Wednesday, August 6, 2008

Mt. Fuji Restaurant

I write this review with a bit of hesitation. You see, Mt Fuji (in Hillburn, NY) is more than just a restaurant. It's an ESTABLISHMENT. Growing up in nearby northern Jersey, I knew of the mythical powers of Mt Fuji that draw many a man to drive up its steep hill to dine on its summit. And it was for this very reason that I suggested (or rather, DEMANDED) to eat at Mt. Fuji on a recent trip to Nyack, NY. Our friends in Nyack had never heard of it, and Mt. Fuji, for all parties involved, was a brand new experience.

Mt. Fuji is a hibachi restaurant located on top of a huge hill right off of Old Route 17. You can see the restaurant from far away due to it's perched location. At the base of the hill (or mountain) is a huge red gate that welcomes you into the magical dining experience.
As you drive up the steep road you can get glimpses of the restaurant that is designed to look like a traditional japanese...well, I don't know my architecture, but it looks picked-up-in-a-freak-Japanese-twister-flung-across-the-ocean-(dropping off Dorothy in Kansas)-Japanese house.
Once on top of the mountain, there is required valet parking to make your life easier. Before you walk in, take some time to get your photograph in front of the large warrior statue or perhaps the coy pond with waterfalls.
Your photo-op (trust me, bring a camera) won't stop there. Walking inside the lobby is just as... well, I don't have words to describe it so here are a few pictures:
Now don't let this decor fool you. Once you enter the actual dining room, the atmosphere is much more subdued and the views out the windows are pretty darn good for right off Route 17 (if you're from the area, you'll know what I mean). Most tables are teppan-yaki tables which will make for a wonderful dinner show.

Now, at Mt. Fuji, you can order other food besides hibachi style dishes such as sushi (our friend Bob did this). To do such a thing would be absolutely foolish. The best, most amazing, part about Mt. Fuji, what makes it so great, IS the hibachi. You have many different hibachi options to choose from (prices range from the mid 20's into the low 30's). I will describe what I got for $26.75, and trust me, it was plenty of food.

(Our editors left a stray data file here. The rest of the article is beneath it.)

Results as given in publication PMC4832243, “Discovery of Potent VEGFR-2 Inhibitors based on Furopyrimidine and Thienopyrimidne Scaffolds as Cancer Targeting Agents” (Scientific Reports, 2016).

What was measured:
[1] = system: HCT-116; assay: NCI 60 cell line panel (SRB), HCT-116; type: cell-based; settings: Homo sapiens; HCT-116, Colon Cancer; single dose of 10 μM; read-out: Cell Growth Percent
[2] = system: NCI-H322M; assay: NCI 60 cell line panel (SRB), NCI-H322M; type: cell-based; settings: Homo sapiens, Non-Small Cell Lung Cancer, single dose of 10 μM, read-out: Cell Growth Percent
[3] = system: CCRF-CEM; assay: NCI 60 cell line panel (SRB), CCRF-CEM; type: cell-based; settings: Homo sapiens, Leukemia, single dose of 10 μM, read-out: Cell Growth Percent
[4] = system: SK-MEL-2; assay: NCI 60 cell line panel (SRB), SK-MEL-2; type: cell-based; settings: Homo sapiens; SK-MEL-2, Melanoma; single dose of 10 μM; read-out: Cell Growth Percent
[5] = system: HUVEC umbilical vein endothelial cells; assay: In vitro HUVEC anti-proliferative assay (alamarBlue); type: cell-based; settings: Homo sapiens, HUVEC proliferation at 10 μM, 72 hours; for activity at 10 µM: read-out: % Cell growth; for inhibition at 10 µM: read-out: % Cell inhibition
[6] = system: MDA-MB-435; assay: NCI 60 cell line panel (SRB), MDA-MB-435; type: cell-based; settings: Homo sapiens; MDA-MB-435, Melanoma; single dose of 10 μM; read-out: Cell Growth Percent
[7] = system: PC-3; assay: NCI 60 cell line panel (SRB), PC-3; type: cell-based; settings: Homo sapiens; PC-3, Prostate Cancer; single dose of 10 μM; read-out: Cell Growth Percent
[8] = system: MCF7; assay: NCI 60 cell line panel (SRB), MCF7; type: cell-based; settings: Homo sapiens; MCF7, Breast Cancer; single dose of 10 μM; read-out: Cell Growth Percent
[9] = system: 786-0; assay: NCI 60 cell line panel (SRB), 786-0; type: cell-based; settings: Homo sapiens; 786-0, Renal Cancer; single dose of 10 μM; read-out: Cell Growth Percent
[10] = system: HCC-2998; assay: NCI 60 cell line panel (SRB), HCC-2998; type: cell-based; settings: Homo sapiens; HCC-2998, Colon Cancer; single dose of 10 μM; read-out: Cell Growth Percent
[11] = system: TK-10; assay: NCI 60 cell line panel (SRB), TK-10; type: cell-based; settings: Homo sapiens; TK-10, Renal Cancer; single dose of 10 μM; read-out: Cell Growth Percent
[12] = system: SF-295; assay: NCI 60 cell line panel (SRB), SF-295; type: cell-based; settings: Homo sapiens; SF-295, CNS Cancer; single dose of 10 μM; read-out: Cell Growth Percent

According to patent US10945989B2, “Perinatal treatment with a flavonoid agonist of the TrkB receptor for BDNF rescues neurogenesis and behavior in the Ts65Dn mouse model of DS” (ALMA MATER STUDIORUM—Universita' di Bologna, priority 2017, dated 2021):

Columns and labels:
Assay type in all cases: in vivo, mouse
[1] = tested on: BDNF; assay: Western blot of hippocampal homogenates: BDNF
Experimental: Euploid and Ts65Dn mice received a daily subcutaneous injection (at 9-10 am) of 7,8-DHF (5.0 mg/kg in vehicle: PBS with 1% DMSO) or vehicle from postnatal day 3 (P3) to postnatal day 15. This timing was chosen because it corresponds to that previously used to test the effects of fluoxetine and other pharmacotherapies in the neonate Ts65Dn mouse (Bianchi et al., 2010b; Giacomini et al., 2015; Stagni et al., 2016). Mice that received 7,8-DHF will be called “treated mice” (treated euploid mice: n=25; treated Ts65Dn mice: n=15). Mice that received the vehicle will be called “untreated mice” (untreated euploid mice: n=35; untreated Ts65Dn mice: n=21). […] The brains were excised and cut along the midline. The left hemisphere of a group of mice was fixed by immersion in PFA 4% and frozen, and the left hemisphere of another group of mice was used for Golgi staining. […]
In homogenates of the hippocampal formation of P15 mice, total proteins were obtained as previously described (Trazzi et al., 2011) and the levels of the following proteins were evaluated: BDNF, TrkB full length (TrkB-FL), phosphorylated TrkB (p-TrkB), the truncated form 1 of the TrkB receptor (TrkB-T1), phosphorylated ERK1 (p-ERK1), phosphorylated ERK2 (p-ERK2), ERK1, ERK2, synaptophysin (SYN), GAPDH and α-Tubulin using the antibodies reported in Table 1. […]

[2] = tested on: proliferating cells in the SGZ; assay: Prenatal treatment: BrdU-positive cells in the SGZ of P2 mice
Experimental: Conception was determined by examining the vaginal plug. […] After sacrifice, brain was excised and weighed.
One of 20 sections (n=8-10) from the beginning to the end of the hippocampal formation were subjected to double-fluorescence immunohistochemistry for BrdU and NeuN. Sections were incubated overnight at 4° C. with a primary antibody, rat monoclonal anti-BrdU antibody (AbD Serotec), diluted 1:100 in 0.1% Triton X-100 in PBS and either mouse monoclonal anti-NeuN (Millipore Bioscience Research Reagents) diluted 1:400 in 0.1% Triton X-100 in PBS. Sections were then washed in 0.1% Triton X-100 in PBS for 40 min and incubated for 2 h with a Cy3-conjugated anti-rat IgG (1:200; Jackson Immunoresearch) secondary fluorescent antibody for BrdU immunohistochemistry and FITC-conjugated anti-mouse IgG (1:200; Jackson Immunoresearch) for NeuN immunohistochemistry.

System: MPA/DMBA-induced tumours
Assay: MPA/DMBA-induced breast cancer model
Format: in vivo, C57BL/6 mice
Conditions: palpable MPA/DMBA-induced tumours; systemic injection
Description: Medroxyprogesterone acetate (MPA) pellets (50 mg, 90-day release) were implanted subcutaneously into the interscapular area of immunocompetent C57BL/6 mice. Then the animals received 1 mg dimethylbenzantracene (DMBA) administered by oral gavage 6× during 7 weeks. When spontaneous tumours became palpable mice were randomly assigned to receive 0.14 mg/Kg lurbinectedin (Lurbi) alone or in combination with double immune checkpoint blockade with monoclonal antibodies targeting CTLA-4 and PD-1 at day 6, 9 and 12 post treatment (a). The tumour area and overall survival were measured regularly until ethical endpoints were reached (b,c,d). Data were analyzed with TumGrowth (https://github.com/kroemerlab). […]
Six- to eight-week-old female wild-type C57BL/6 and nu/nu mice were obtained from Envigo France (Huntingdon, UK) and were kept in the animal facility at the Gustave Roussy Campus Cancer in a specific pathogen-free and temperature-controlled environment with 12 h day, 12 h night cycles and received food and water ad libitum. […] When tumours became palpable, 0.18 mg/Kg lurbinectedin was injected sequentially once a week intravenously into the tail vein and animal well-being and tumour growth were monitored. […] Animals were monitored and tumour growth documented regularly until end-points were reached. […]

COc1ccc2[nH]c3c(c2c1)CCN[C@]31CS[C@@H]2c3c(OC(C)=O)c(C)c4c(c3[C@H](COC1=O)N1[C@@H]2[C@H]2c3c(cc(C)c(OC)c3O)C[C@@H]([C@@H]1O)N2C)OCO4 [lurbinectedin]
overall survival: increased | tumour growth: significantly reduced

After you sit down with your party, a nice lady in a kimono comes by and gives everyone a hot towel to wash with (you're probably's NY afterall). Then the food starts to come.
First course: a salad with ginger dressing. It's good but the best is yet to come.
Second course: Japanese Onion Soup. Delicious.
Third course: Shrimp. I don't like seafood but I heard it was good.
Fourth Course: (now this is where it gets good): As you begin to anticipate your main dish, a fine Japanese (of course) gentleman shuffles into the picture with a large wooden cart filled with food. He greets everyone hello with a smile and then begins to prep your (now very hot) tabletop with oil. He pours on vegetables and eggs (spinning them on his spatula) then noodles and spices, he laughs and jokes with you, he even sings Shakira. You are thoroughly entertained. He dishes out your fried rice, noodles, and vegetables. Then he begins to cook your meat. Another song, this time MC Hammer, and your meat is almost done.
You've had a drink or two...the drink waiter is encouraging sake bombs and the woman in the kimono is giggling at you silly Americans. It's at this point you realize that if the food stinks it would be okay because for 30 bucks you are getting a great show. But then, you bite into your banzai chicken and filet mignon and you realize...the food is good. Like, really good. Maybe it's the atmosphere, maybe it's one too many colorful drinks but the filet melts in your mouth, the chicken is perfectly marinated and delicious. Everything is perfect here at Mt. Fuji.

You've now finished up dinner, the tea (included in the price) is being served and suddenly, out of nowhere appears a huge dragon's head. It swoops down around the table and stands above our guest of honor screaming "Happy Birthday!". We're ALL screaming Happy Birthday! And that Dragon is milking the moment for all its worth. A candlestick comes out, wrapped in plastic flowers. The birthday boy makes a wish and dines on the healthier cantelope (apparently, the chocolate cake would be too rich). We pay the bill (very reasonable) and walk out of Mt. Fuji with satisfied bellies and memories that will last a lifetime.

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